BEIRUT (Reuters) - Iraq’s national security adviser briefed Syrian President Bashar al-Assad on efforts to counter Islamic State on Tuesday, in the first such meeting since the United States launched air strikes on the radical group in Iraq.
The United States and other Western governments have dismissed the idea of cooperating with Syria in the fight against Islamic State, which has seized large areas of Iraq and Syria. Western governments see Assad as part of the problem and say he must leave power.
But the Shi’ite-led government in Baghdad, together with Iran and the Lebanese group Hezbollah, have been important allies for Assad since the uprising against his rule erupted in 2011. Shi’ite Iraqi militias have fought on Assad’s side against the insurgency spearheaded by Sunni Islamists.
The meeting between Faleh al-Fayad, the Iraqi national security adviser, and Assad indicated that the Iraqi government aims to maintain those ties. It also points to the scope for possible indirect contact between Syria and the West over the fight against Islamic State via third parties such as Iraq.
Fayad “put Assad in the picture of the latest developments in Iraq and the efforts that the Iraqi government and people are making to combat the terrorists”, Syrian state news agency SANA said.
The meeting stressed “the importance of strengthening cooperation and coordination between the two brotherly countries in the field of combating terrorism that is hitting Syria and Iraq and which threatens the region and the world,” SANA said.
There was no immediate comment from Iraq. Islamic State militants took over Iraq’s the northern city of Mosul in June and have loose control over northern and western parts of the country and around a third of neighboring Syria.
Territory held by Islamic State in Syria includes most of Deir al-Zor province, which borders Iraq.
Joshua Landis, an expert on Syria at the University of Oklahoma in the United States, said it was likely Washington and Damascus would use Iraq to communicate indirectly about Islamic State.
“We talk to the government in Iraq, they are going to talk to the government in Syria, and it is only going to be a matter of seconds before it is communicated,” he said.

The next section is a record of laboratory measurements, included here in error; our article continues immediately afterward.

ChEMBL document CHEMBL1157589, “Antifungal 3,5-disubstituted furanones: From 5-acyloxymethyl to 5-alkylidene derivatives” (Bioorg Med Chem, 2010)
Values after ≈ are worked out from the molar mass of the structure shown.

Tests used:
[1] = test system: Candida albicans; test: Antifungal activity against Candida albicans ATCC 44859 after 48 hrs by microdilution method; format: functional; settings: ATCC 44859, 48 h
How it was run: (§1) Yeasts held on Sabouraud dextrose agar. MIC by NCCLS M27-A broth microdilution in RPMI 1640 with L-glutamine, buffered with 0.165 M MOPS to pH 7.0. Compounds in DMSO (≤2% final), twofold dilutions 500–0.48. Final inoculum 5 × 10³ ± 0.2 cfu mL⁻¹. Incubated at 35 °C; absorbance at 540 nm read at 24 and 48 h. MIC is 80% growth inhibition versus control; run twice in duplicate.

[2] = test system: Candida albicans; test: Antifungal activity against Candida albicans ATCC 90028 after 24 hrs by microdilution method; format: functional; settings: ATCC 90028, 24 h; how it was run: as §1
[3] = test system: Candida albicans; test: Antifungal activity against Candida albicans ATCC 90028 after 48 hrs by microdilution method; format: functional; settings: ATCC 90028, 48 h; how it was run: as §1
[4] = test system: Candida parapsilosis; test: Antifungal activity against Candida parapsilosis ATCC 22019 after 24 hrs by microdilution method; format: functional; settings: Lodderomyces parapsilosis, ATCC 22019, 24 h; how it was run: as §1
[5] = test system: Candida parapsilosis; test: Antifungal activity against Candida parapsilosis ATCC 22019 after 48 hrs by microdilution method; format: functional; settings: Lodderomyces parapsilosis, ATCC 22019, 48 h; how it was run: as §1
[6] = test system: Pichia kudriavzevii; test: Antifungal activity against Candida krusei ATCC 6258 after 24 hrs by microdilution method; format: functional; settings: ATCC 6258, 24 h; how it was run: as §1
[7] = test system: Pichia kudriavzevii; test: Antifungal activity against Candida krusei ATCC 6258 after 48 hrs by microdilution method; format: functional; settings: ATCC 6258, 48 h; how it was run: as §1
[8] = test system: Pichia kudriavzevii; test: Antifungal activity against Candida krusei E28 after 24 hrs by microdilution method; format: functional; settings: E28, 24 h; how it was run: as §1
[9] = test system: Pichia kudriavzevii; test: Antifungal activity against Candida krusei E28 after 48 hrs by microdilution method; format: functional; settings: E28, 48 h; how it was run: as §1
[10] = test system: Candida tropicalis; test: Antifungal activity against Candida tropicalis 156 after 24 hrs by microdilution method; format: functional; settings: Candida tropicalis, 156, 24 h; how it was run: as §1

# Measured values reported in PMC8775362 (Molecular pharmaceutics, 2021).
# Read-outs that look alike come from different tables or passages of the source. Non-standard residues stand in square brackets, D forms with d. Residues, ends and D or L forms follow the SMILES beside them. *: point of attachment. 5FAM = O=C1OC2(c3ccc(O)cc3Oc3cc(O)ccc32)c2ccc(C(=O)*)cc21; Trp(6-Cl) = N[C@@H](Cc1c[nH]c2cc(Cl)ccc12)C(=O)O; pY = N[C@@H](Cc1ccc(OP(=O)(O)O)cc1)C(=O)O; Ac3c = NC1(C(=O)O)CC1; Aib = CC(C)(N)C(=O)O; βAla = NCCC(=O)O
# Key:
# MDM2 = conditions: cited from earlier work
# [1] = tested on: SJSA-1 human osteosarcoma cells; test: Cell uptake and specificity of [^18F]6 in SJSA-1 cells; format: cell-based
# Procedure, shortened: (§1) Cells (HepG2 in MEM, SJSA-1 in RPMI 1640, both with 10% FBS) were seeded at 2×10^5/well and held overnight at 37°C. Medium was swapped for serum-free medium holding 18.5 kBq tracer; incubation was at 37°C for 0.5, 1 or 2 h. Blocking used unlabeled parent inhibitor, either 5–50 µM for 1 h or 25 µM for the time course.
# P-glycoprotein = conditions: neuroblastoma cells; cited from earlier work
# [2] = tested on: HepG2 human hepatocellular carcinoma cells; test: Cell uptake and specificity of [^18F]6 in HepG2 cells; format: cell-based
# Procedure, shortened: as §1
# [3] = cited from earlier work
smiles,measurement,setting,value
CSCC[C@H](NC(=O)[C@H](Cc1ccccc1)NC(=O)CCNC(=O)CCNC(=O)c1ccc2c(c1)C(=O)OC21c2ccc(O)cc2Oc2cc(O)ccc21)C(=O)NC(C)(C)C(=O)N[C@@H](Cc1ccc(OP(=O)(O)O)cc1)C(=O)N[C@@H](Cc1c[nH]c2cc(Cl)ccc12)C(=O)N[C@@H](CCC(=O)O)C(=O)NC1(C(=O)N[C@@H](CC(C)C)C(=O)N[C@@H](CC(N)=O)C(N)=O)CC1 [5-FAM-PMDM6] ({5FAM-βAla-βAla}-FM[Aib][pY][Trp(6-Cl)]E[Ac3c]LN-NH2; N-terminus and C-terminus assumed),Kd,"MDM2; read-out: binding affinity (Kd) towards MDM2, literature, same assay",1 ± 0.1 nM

“I am sure American intelligence officers will factor that in and send messages through the Iraqis.”
U.S. President Barack Obama said last week he would not hesitate to strike Islamic State in Syria. The Syrian government has said any military action taken without its consent would amount to an act of aggression.
Assad told Fayad that efforts to counter terrorism must start with pressure on the states that support and finance it — a reference to Gulf Arab states Saudi Arabia and Qatar which Damascus accuses of sponsoring hardline insurgent groups.
The United States, which backs the more moderate rebels fighting Assad, is leading efforts to forge an international coalition against Islamic State. Iraq has attended two conferences in recent days to rally international support to the cause but Syria has not been invited.
A Lebanese official with close ties to the Syrian government said Fayad had expressed Baghdad’s displeasure at Syria’s exclusion from international efforts against Islamic State, echoing sentiments from Assad’s allies Russia and Iran.
The Iraqis had told Assad that a new Baghdad administration of Prime Minister Haider al-Abadi would continue the cooperation that existed when Nuri al-Maliki was premier, said the official who was briefed on the talks.
That cooperation would remain as it was in Maliki’s era, or could be even closer “given that Syria and Iraq are in one trench confronting the ISIS danger”, the official said.
Russia on Monday urged Western and Arab governments to overcome their distaste for Assad and engage with him to fight Islamic State. Iran has criticized U.S. efforts and its supreme leader has said he personally rejected an offer from Washington for talks with Tehran to fight the group.
Assad’s allies are developing their own response, said Salem al-Zahran, a Lebanese journalist close to Damascus.
Lebanese Shi’ite militant group Hezbollah, Assad supporters from Iran and Russia have been looking at new ways to work with Syria to counter the threat, Zahran said, citing discussions and observations on a recent trip to Tehran.
“Syrians, Lebanese, Russians were there, and there were foreign meetings about an actual confrontation strategy.”
Additional reporting by Laila Bassam; Editing by Andrew Roche